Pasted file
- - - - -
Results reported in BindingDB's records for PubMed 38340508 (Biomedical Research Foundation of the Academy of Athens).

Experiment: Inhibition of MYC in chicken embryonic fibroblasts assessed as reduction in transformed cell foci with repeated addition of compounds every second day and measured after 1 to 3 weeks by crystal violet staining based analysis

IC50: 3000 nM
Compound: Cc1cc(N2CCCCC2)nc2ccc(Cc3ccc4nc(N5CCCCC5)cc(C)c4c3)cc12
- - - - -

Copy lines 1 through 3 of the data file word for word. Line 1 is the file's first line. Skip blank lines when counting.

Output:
Results reported in BindingDB's records for PubMed 38340508 (Biomedical Research Foundation of the Academy of Athens).

Experiment: Inhibition of MYC in chicken embryonic fibroblasts assessed as reduction in transformed cell foci with repeated addition of compounds every second day and measured after 1 to 3 weeks by crystal violet staining based analysis

IC50: 3000 nM